Planning projects and implementing new software in large financial organisations can be extremely complex. As well as having to choose a solution that best fits the functional requirements of the project, it is often the case that there are multiple additional restrictions and requirements imposed on project leads and sponsors. Established vendor relationships in the wider ecosystem of the firm must be considered and approving and onboarding a new vendor partner typically requires a long lead time. Commoditised ‘off-the-shelf’ solutions are appropriate for many use cases in the financial services industry - for example, where processes are routine and highly standardised – but there are numerous other scenarios where off-the-shelf / ‘buy’ solutions must be supplemented by satellite applications, add-ons or workarounds to cover the full spectrum of functionality required by the financial firm.
The benefits of a successful low-code platform implementation can be significant. For example, time to production and speed of development is one of the most significant selling points of the low code approach. It is often possible to develop new applications using a Low-code platform in a matter of days or weeks, rather than the months or years it would take using a more traditional development approach. low-code platforms offer a well governed project framework that facilitates fail-fast agile delivery – or, in other words, the ability to ‘pivot’ and make corrections or fix bugs at pace during development. Using prebuilt ‘building blocks’ for commonly needed repeatable components, developers can prioritise their time and skills on the more complex and bespoke functionalities. Consequently, scarce developer resources are more efficiently used by businesses. Better efficiency of development teams is a theme running across low-code platforms, in that they can incorporate intelligent features that lead to a reduction of errors, such as automated in-line documentation and intelligent code completion tools that can reduce syntactic and typographical errors. Some no-code platforms have the potential to allow development by non-developers, where technically minded users without extensive development skills can build simple applications on a robust platform. Perhaps most importantly for financial services firms, the freedom created by low-code platforms to create applications can lead to potential governance problems unless a proper governance and controls framework is in place. Low-code platforms are often cited as a method to remove grey tech, and while it certainly can be, there is little benefit in migrating applications to a new platform only to suffer the same lack of controls and visibility as the migration was intended to solve. These potential risks and pitfalls can be mitigated using sensible controls and governance and a well-developed, tested and maintained platform and framework, and should be carefully considered when selecting a low-code vendor with which to partner. A suitable vendor will not only offer to deliver the relevant benefits but, will be able to demonstrate how it can mitigate the risks for a given project, specific to the situation, requirements, governance and experience of the organisation.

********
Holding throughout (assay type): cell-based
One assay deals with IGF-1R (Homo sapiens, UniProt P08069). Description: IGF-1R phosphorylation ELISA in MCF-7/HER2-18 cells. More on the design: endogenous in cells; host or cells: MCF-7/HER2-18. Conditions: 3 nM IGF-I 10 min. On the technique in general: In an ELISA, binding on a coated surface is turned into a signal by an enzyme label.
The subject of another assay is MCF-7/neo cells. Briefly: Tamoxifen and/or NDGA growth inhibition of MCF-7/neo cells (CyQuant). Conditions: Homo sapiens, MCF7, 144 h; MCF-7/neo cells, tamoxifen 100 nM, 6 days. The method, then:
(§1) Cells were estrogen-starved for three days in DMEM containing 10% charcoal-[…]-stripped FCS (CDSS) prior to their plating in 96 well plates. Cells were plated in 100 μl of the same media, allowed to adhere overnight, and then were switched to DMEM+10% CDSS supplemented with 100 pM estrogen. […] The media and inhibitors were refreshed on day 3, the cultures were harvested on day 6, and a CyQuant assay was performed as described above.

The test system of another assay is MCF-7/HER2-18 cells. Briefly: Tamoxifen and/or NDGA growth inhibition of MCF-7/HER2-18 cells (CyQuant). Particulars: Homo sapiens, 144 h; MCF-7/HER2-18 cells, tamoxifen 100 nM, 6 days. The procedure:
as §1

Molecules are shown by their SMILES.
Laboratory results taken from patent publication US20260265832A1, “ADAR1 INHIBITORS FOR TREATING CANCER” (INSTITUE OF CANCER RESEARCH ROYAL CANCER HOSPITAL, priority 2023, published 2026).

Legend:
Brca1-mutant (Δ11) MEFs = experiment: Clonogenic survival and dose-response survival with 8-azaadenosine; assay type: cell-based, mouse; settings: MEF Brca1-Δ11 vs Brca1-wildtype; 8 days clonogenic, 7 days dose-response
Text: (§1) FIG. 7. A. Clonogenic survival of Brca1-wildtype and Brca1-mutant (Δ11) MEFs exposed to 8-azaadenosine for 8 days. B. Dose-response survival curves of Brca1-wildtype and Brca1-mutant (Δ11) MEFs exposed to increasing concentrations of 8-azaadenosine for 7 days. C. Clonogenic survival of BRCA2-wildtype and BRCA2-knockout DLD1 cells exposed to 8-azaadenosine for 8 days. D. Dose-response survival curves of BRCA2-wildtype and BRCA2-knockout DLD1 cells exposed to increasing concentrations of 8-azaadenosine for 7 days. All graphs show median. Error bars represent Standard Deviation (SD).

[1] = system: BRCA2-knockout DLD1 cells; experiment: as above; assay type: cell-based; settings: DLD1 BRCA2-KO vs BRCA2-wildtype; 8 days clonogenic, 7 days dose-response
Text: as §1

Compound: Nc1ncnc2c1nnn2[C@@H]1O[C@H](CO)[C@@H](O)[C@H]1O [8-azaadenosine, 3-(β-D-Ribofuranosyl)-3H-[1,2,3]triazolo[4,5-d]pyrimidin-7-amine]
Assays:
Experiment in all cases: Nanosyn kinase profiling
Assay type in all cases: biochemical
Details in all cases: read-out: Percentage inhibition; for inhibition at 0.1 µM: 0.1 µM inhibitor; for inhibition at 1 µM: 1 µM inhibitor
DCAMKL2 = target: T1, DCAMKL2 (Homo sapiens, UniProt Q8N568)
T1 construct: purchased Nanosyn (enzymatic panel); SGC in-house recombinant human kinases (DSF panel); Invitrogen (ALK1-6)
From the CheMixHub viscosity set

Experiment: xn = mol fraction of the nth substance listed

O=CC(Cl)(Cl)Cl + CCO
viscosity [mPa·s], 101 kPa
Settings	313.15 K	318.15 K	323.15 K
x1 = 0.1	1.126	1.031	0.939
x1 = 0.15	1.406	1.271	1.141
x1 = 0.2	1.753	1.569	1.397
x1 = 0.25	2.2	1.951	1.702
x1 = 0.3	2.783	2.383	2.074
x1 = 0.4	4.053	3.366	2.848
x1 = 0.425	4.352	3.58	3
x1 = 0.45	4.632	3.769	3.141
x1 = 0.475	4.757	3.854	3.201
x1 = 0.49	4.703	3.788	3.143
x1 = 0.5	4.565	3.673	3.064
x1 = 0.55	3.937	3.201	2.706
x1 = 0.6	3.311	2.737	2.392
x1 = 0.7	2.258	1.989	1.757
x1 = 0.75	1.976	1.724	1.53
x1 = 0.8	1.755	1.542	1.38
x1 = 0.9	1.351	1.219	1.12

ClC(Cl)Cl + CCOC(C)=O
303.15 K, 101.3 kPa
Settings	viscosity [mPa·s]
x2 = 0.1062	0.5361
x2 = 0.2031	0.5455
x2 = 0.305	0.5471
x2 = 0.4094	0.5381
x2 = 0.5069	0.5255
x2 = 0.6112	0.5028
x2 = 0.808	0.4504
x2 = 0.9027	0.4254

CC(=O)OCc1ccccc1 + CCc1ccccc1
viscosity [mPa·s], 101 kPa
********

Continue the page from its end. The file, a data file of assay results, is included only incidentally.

Financial markets participant organisations have some highly specific requirements, as well as needing technology that is fit for purpose, fast to market and agile enough to respond to change quickly. As such, the generic low-code vendors will not always be in a position immediately to assist in the most efficient way, but there are specialised providers which combine technological innovation with industry-specific knowledge and expertise, and whose low-code building blocks are specifically designed to address requirements particular to the financial markets. There are a large number of potential financial services building blocks that might be employed by this kind of provider, including out-of-the-box integration with commonly-used industry systems and applications, pre-built interfaces with market and static data providers and the ability to consume and process very large volumes of data in real-time together with low-latency processing and access to data stores, which can be critical in, for example, electronic trading platforms, but are generally not necessary to the same extent in software used in non-financial industries.
The buy-to-build low code approach has much to recommend it as a weapon in the financial services software development arsenal. In an industry that purports to thrive on innovation and swift reaction to change, the potential flexibility, agility and speed of these platforms is difficult to overlook and the allure of collaborative solution development between technologists and business experts within a robust and reliable framework is compelling. Genesis Global is the only low-code platform built specifically for the financial markets and offers a fresh approach to helping firms who need to adapt and innovate their business and operating models in an ever-challenging and constantly changing environment.
Nadia's Women of FinTech Podcast | Juliet Rogan, Head of Core Banking at Barclays
By Georgia Richardson
Banks and FinTech on Platform Economies | FinTech Focus with Paolo Sironi, Global Research Leader at IBM
By Georgia Richardson
Nadia's Women of FinTech Podcast | Emma Kisby, CEO EMEA at Cogo
By Lydia Sear